If you toss a pepper in a salad, it still remains a pepper, a tomato remains a tomato, etc. A “salad bowl” shows different ingredients in close proximity with one another. As a teenager, the “salad bowl” theory also made sense to me since I was the only Asian in my class at Beverly Hills High School, and I didn’t feel “blended” into “one” with my Caucasian (or Jewish) classmates.

The “salad bowl” addresses the main problem of the melting pot — the problem of homogeneity. This metaphor emphasizes the importance of diversity. However, the “salad bowl”  
theory provides almost no suggestion of any unifying or cross-cutting identity. There is nothing that obviously ties the salad together.

In a “salad bowl,” we are a bunch of ingredients near each other but with limited actual connection. That’s not the case with the JA community. I read somewhere that over 50% of the Sansei have already married outside the JA community. Yonsei kids, for the most part, have already married (or will marry) outside the JA community. Their kids are (or will be) half this, quarter that, etc.

Here’s the problem — if the JA community keeps on operating as if it’s in the “salad bowl,” yet keeps evolving into a multi-cultural community, there’s a real danger the JA community will disappear into the melting pot in a decade or two. For example, the JA church where my parents were married over 60 years ago has but a handful of JA members left. Currently, a Hispanic church is using it.

Years ago, I asked the director of a large Japanese American community center in Los Angeles, “What will happen to the community center once all the Nisei gone?” He replied, “It will probably be turned into a community center for other Asian and Pacific Islander groups and organizations.” What a shame!!!

Here’s the good news. The JA community can continue to survive for years to come. But not as a “melting pot,” nor as a “salad bowl, but as a “Chili Bowl.” The JA community is becoming “multi-cultural,” meaning “consisting of or relating to people of many different nationalities and cultures.”

A “chili bowl” metaphor encourages individuals and groups to become a full part of a whole JA community, while allowing maintenance of unique identities and attributes. It strikes the right balance of uniqueness and collective identity. There is both a collective sauce and unique ingredients. The different ingredients and flavors of chili can mix together in many new ways. The chili bowl offers the right balance between individuality and commonality — unique and identifiable ingredients, tied together with a single sauce.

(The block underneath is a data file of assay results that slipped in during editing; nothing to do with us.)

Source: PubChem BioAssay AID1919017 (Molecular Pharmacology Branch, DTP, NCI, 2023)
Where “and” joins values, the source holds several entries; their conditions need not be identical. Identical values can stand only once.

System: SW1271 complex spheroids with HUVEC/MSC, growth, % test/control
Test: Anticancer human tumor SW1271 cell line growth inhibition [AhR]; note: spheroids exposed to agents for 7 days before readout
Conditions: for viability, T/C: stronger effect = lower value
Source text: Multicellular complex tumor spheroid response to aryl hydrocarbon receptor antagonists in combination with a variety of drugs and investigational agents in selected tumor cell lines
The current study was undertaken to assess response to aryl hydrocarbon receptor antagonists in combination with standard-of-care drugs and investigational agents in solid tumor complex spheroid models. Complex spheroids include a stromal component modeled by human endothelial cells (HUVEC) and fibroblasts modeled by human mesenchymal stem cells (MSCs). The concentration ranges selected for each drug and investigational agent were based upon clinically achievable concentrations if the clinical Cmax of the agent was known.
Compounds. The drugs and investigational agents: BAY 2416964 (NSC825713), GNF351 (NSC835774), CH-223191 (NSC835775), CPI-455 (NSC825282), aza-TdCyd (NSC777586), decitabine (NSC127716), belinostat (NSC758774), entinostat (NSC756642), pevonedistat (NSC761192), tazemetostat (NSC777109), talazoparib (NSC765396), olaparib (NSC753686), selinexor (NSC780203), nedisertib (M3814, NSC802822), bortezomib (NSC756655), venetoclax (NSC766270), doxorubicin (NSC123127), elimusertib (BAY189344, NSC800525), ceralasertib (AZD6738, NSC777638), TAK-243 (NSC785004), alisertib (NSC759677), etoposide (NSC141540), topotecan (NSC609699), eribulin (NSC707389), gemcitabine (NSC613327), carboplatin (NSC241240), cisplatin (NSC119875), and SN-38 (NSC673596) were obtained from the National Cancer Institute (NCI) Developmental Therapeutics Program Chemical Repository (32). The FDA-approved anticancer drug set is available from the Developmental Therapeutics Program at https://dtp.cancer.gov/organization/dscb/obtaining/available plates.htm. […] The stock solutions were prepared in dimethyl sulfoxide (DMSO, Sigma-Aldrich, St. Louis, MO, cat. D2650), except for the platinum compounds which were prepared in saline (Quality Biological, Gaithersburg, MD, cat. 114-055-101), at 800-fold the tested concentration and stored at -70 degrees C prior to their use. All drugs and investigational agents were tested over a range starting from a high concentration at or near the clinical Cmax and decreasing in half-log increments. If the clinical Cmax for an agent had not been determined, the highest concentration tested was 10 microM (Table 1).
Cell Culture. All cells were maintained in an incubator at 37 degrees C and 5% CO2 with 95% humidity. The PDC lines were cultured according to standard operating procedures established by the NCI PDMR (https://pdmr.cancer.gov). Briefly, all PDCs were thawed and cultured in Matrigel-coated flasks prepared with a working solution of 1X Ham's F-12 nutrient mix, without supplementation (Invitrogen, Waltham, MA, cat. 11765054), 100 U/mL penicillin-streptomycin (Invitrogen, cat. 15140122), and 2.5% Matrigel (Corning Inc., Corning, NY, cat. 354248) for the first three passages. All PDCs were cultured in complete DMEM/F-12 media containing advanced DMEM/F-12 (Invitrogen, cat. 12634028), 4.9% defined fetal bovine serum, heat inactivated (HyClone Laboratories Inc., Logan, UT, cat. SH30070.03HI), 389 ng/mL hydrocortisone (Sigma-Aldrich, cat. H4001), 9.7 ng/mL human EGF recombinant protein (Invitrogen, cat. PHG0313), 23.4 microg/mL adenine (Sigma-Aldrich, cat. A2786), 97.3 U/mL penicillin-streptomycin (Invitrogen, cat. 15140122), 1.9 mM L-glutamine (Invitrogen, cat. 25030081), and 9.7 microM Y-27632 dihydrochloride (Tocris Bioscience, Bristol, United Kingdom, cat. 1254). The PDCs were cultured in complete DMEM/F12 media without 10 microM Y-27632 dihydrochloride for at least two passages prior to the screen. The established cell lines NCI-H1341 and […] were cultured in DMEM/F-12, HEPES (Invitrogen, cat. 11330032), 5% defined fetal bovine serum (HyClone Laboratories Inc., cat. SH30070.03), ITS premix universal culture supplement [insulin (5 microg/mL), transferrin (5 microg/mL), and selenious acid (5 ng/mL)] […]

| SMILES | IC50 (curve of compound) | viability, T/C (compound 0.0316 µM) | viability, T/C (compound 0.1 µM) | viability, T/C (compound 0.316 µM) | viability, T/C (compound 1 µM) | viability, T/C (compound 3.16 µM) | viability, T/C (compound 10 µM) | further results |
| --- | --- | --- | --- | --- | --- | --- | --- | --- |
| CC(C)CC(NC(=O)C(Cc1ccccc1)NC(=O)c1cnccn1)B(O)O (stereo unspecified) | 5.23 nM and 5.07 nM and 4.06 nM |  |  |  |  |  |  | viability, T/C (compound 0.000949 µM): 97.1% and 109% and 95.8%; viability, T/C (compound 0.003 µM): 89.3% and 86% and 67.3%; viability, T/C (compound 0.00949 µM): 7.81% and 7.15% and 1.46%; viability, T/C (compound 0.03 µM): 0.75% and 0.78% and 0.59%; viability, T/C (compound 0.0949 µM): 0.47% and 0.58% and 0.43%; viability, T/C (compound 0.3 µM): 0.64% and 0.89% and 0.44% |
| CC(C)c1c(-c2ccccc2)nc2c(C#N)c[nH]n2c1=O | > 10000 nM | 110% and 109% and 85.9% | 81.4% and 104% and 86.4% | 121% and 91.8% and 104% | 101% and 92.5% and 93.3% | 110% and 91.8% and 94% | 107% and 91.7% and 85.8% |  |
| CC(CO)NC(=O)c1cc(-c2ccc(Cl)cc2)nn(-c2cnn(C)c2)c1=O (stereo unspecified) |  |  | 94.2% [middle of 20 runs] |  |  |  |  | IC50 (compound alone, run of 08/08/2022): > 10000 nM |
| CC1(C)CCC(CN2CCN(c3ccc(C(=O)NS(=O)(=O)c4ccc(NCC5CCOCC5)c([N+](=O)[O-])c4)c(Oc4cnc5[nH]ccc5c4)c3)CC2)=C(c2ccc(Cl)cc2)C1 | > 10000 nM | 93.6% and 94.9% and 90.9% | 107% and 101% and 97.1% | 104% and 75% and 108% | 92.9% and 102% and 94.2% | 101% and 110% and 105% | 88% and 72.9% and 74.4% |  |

In conclusion, The JA community needs to “WAKE UP” before it’s too late and it fades away into distant memories. The JA community is evolving into a “chili bowl,” like it or not. The JA community will only survive (hopefully thrive) if it embraces it’s “multiculturalism.” We have to stop operating as it did 100 years ago as if nothing has changed. In order for the JA community to survive, the JA community must embrace, even celebrate, it’s multiculturalism.

If we can do that, the JA community will continue to survive as a dish arguably more delicious than either the “melting pot” or the “salad bowl.” The “Chili Bowl” offers the right balance between individuality and commonality — unique and identifiable ingredients, tied together with a single sauce. The different ingredients and flavors of chili can mix together in many new ways.

I’m sure it is the hope of every Nisei, Sansei and Yonsei that their children, and their children’s children, grow up with an understanding of their Japanese roots and a sense of ethnic pride. There’s a lot to be proud of. But as a community, we must adjust, adapt, and change to survive. Let go of the 100-year-old dances, songs and drumming. We should celebrate, not deny our multiculturalism, because that is what the true JA community really is.

Judd Matsunaga, Esq., is the founding partner of the Law Offices of Matsunaga & Associates, specializing in estate/Medi-Cal planning, probate, personal injury and real estate law. With offices in Torrance, Hollywood, Sherman Oaks, Pasadena and Fountain Valley, he can be reached at (800) 411-0546. Opinions expressed in this column are not necessarily those of  The Rafu Shimpo.

Join the Conversation

1 Comment

Your email address will not be published. Required fields are marked *

  1. As a hafu sansei person whose father was a nisei, I have found over the years that the discrimination and prejudice of multicultural Japanese Americans by the full blooded Nikkei community has been lessened by the sheer numbers of hafu and quapa people. The issei and nisei generations have learned to embrace multicultural nikkei.

    If places like Little Tokyo are to survive, hafu and quapa people have to embrace, remember and celebrate their Japanese ancestry.